## Hot answers tagged statistics

3

If you know the pdf function, it's easy to create a new distribution with sympy.stats. Take a look at the existing distributions in the sympy source. You just need to subclass SingleContinuousDistribution and define some methods. For example, here is the normal distribution (with the docstrings removed):
class ...

2

I don't know of a predefined function, but it's very easy. The n-th raw moment of the samples contained in vector x is
mean(x.^n)
If x is matrix and you want the raw moment of each colum:
mean(x.^n, 1)

2

If you use the default .NET Membership from Sitecore. The last login is stored in the .NET Membership SQL table.
var membershipUser = System.Web.Security.Membership.GetUser(user.Name, false);
var createdate = string.Empty;
var lastlogin = string.Empty;
if (membershipUser != null)
{
createdate = membershipUser.CreationDate.ToString("yyyy MMMM dd");
...

1

The problem is simple: the formula to calculate the density is not the one supporting matrices, have a look:
https://github.com/sympy/sympy/blob/sympy-0.7.6.1/sympy/stats/crv_types.py#L1641
In this expression, (x-self.mean) gets squared (i.e. raised to the power of 2), but the square of non-square matrix is not defined.
In short, it looks like ...

1

MATLAB doesn't have the OBLIMIN rotation method implemented yet, because the promax method does the same thing, only it is much much faster.
You'll not get the exact same output with this method compared to the SPSS OBLIMIN output, but they should be pretty close, as they're doing the same thing. (Actually, promax is also an oblique rotation, except it's ...

1

IMO, the most readable way:
edited to answer your updated question
library(dplyr)
library(stringr)
df <- date.data %>%
group_by(
DATE = as.Date(DATE),
HOUR = as.numeric(str_sub(TIME, 1, 2))
) %>%
tally
# create a data frame with all dates/hours
expand.grid(
# include all dates from first to last
DATE = ...

1

Additional option would be the following. First, you create a column for hour in mutate(). Then, you count how many data points exist by DATE and hour in count(). Once you ungroup the data, you join two data frames to create your desired outcome. The expand.grid() part creates all combination of DATE and hour (00 to 23). Since you have 02 for 2, I used ...

1

My approach would be to count the number of vertical edges on each horizontal scanline. Each letter will produce two or more edges.
First, use the sobel operator to calculate x derivative:
Now we have positive and negative edges, but we want to count them both as positive. So take the absolut value:
Now count the edges on each line. This can be done ...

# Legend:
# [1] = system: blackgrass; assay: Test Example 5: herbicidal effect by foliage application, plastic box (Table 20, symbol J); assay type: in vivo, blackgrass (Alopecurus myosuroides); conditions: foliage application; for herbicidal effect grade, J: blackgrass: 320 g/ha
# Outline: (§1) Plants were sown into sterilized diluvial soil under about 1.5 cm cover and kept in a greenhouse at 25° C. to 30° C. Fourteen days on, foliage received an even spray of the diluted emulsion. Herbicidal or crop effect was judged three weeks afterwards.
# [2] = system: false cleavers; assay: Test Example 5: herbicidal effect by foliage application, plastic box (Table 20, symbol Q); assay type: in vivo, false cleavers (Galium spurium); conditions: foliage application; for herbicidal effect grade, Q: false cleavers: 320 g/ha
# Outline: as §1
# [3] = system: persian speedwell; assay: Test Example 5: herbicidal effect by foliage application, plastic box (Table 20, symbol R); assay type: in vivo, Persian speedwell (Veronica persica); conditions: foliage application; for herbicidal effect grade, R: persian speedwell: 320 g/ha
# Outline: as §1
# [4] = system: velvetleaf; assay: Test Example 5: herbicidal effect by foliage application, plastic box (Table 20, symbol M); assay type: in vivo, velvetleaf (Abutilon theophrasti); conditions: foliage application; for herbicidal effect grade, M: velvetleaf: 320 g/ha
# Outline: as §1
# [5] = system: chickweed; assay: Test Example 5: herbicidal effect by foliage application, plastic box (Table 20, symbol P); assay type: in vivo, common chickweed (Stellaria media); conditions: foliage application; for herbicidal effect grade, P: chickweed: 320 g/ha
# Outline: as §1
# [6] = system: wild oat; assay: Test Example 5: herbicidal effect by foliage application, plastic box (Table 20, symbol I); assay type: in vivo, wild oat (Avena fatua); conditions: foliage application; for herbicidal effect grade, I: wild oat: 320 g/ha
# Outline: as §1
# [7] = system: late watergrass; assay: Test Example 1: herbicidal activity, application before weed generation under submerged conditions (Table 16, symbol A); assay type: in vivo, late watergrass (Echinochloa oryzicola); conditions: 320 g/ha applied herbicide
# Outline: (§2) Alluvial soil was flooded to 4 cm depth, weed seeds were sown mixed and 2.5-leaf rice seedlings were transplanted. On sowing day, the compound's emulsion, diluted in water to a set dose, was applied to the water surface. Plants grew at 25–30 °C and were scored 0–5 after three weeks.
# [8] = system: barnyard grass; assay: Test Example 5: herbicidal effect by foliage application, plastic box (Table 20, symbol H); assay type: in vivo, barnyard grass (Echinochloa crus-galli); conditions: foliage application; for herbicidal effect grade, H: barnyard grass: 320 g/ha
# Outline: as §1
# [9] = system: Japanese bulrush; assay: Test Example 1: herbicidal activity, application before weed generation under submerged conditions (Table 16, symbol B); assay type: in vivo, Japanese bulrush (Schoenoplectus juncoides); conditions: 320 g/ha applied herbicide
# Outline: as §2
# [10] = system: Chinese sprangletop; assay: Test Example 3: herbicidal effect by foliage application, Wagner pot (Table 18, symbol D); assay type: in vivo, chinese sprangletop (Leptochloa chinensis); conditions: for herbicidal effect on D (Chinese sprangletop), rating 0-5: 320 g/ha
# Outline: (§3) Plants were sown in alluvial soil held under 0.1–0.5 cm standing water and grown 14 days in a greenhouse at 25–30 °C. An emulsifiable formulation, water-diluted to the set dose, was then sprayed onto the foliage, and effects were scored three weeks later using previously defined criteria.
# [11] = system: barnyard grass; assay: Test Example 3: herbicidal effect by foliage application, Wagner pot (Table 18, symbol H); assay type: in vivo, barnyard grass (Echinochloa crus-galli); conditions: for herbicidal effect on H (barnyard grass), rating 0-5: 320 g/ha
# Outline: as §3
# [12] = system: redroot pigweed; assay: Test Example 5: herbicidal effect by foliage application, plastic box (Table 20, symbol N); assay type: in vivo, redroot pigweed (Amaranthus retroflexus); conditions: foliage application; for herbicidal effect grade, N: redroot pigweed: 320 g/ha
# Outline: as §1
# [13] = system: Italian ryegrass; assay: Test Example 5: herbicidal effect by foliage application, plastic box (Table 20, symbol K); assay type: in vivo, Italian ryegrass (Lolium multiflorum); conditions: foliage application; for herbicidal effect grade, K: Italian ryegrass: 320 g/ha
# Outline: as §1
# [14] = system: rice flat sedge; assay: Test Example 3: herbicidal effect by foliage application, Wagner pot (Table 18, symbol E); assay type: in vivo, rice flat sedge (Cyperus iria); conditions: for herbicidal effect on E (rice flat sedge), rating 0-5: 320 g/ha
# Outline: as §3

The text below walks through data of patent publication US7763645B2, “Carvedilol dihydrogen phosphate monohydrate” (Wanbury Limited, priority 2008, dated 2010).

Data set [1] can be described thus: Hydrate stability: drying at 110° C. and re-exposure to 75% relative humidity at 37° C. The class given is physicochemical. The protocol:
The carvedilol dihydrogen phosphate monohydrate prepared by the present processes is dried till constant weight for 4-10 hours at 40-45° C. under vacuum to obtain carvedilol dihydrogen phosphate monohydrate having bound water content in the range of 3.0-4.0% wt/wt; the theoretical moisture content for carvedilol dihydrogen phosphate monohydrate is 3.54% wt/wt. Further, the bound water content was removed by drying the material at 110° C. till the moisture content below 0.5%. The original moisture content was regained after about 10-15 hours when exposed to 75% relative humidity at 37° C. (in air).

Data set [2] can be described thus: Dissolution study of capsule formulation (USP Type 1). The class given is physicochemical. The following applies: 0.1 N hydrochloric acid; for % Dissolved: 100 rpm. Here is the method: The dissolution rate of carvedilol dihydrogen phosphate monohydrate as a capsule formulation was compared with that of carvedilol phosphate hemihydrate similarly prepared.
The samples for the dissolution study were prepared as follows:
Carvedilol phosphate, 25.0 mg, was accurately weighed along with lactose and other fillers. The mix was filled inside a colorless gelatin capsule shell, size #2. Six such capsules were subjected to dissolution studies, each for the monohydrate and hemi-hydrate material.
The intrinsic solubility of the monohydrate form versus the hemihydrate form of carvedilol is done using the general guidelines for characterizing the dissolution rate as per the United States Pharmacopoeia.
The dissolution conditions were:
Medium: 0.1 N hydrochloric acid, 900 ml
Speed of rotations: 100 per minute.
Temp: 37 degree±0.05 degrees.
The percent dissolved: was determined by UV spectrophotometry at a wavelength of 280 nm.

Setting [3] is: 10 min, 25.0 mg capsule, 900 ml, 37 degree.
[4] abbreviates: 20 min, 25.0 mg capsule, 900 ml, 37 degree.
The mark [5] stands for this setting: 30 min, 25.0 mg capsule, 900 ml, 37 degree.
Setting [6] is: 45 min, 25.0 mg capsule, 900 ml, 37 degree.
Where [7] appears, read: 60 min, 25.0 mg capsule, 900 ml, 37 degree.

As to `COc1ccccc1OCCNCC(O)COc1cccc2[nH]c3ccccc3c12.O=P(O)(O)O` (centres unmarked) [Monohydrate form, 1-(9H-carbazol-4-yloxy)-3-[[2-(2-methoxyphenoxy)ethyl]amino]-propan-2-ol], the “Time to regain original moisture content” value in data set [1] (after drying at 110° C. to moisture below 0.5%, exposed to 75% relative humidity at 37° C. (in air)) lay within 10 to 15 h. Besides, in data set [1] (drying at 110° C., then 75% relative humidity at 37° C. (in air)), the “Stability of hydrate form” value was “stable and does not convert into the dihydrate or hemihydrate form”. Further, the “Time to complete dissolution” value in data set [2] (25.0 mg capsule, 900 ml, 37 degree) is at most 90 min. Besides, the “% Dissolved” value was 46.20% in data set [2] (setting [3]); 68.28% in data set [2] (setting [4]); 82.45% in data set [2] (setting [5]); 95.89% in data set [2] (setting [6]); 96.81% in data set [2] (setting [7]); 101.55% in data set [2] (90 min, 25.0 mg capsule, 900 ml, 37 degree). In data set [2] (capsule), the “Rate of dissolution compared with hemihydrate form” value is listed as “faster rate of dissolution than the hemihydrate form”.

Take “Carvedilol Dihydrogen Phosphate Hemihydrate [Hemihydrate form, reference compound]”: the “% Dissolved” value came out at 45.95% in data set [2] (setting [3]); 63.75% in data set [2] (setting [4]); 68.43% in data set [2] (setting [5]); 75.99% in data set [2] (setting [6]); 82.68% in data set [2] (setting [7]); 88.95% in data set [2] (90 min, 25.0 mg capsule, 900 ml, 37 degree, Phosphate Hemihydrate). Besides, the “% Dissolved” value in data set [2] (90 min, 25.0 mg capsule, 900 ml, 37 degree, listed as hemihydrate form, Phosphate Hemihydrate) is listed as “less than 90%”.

1

You should use np.where and then count the length of the obtained vector of indices:
indices = np.where(x3 <= value)
count = len(indices[0])

1

import numpy as np
import pandas as pd
from collections import Counter
import matplotlib.pyplot as plt
arr = np.random.randint(0, 100, (100000,1))
df = pd.DataFrame(arr)
cnt = Counter(df[0])
df_p = pd.DataFrame(cnt, index=['data'])
df_p.T.plot(kind='hist')
plt.show()
That whole script took a very short period to execute (~2s) for (100,000x1) array. I ...

1

If efficiency counts, you can use the numpy function bincount, which need integers :
import numpy as np
a=np.random.rand(66049).reshape((66049,1)).round(3)
z=np.bincount(np.int32(1000*a[:,0]))
it takes about 1ms.
Regards.

1

Better make sure the homework police aren't patrolling...? Plus you have not provided any code, but I'm feeling generous, so this may help you out:
prisoners <- sample(x = 1:0, size = 404638, prob = c(0.678, 1 - 0.678), replace = TRUE)
prop.table(table(prisoners))
# prisoners
# 0 1
# 0.3225772 0.6774228
boot_samples <- ...

1

What do you mean "the forecast function does not work"? I get exactly the plot you want and the predict function gives exactly the same forecasts:
> fcst <- forecast(var, h=3)
> pred <- predict(var, n.ahead=3)
> fcst
consumption
Point Forecast Lo 80 Hi 80 Lo 95 Hi 95
2011 Q1 0.7421472 -0.06576279 1.550057 ...

1

What you need is predict. See http://stackoverflow.com/a/31410788/2824732
See:
new <- data.frame(carReg=-6.45, cpi=-2.73 , primConstTot=0.1,
resProp.Dwell= 0.2 ,cbre.office.primeYield=0.2,cbre.retail.capitalValue=-393)
predict(fit,new )
plot(predict(fit, new))
> predict(fit,new )
1
1.556804

1

The implementation of the Rice distribution in scipy.stats.rice uses a slightly different parameterization than the parameterization described in the wikipedia article.
To make your plots agree, change this line
Rsci=scst.rice(pr,scale=sigma)
to
Rsci=scst.rice(pr/sigma, scale=sigma)
Here's a longer explanation:
The PDF shown on wikipedia is
The ...

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